I have a theory here, although it may not be the whole story: it’s about careerism. Annoying conservatives is dangerous: they take names, hold grudges, and all too often find ways to take people who annoy them down. As a result, the Kewl Kids, as Digby calls them, tread very carefully when people on the right are concerned — and they snub anyone who breaks the unwritten rule and mocks those who must not be offended.Kolbert compares them to Al Gore, who is roundly castigated by The Usual Suspects but appears to be honestly, truly interested in helping the world. From her discussion of his new book, Our Choice: A Plan to Solve the Climate Crisis:
Annoying liberals, on the other hand, feels transgressive but has historically been safe. The rules may be changing (as Dubner and Levitt are in the process of finding out), but it’s been that way for a long time.
The “tell”, I’d suggest, is that once you get beyond those for whom the decision about whom to laugh at is a career move, people don’t, in fact, seem to find mocking liberals funnier than mocking conservatives. Jon Stewart and Stephen Colbert are barreling along, while right-wing attempts to produce counterpart shows have bombed.
Anyway, say this for Dubner and Levitt — they’ve provoked an interesting discussion, although probably not the one they hoped for.
Like Levitt and Dubner, Gore argues that if people simply put their minds to it they could figure out a way to deal with global warming. “We have at our fingertips all of the tools we need to solve three or four climate crises—and we only need to solve one,” he writes. But the similarities end there.From what I've read in other sources, this is how most real climate scientists thing of geoengineering. Even if it were feasible, the global climate system is such a fiendishly complex beast that we stand to do more harm than good. We may well kill ourselves trying to do it.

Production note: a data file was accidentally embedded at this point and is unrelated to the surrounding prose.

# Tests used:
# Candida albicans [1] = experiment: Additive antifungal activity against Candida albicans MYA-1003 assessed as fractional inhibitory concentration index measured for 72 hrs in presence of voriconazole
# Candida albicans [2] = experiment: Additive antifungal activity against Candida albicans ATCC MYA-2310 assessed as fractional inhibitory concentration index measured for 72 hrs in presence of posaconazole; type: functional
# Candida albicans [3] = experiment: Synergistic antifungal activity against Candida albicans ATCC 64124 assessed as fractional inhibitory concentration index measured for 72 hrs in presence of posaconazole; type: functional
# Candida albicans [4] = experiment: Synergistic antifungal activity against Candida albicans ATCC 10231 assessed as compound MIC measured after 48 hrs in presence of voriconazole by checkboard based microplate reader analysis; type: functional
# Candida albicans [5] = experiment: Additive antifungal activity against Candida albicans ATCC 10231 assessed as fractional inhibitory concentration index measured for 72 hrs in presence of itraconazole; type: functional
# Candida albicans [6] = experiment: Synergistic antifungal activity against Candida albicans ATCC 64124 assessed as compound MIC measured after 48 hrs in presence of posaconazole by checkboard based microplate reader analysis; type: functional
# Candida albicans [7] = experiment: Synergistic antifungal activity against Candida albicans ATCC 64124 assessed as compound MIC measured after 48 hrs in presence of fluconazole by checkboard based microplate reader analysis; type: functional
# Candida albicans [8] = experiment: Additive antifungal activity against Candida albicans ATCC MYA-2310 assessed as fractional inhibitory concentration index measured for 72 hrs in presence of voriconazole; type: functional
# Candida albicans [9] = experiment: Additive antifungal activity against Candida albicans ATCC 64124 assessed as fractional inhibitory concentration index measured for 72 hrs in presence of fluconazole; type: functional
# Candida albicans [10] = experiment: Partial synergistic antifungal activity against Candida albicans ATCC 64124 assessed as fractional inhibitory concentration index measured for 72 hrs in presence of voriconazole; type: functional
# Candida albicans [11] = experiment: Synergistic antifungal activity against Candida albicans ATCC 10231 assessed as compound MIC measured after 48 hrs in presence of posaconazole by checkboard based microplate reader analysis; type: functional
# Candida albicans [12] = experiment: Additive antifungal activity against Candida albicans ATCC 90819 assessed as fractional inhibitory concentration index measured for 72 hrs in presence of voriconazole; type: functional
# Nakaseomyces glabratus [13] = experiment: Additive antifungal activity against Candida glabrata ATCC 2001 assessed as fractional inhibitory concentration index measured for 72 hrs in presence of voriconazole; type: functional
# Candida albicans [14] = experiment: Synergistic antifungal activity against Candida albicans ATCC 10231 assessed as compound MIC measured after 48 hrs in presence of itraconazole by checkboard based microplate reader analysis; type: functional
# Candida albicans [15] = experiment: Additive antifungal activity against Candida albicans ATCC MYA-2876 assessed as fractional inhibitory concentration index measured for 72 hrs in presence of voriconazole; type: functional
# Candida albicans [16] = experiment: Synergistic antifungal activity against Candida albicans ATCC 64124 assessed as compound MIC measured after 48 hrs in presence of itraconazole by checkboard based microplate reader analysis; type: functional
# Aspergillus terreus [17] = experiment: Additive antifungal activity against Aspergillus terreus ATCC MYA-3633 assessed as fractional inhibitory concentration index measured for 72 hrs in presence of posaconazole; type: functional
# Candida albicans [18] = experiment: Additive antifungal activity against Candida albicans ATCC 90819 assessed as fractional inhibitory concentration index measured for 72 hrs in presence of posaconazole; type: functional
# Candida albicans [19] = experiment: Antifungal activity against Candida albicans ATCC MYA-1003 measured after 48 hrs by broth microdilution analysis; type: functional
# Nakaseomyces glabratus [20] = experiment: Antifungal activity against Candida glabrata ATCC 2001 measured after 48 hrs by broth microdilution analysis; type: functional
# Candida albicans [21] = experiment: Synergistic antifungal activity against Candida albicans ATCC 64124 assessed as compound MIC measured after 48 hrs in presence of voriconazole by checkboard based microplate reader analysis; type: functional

Where Levitt and Dubner avoid climate scientists, Gore appears to have talked to just about every one of them. (The acknowledgments for “Our Choice” run to four single-spaced pages of tiny type.) If you’re curious about the relative contribution each of the major greenhouse gases makes to climate change, Gore has it. (CO2 is the largest contributor, followed by methane.) If you want to know how a photovoltaic cell works, or a solar thermal tower, or where the ten largest wind farms in the United States are, you can find that in the book as well. Gore runs through the difficulties of feeding power from intermittent sources, like the sun and the wind, into the electrical grid, and describes how these difficulties might be overcome. He discusses carbon capture and sequestration, nuclear energy, agricultural policy, and conservation.
Just about the only strategy for coping with climate change that Gore isn’t interested in is geoengineering. Indeed, the very idea strikes him as delusional. “We are already involved in a massive, unplanned planetary experiment,” he writes. “We should not begin yet another planetary experiment in the hope that it will somehow magically cancel out the effects of the one we already have.”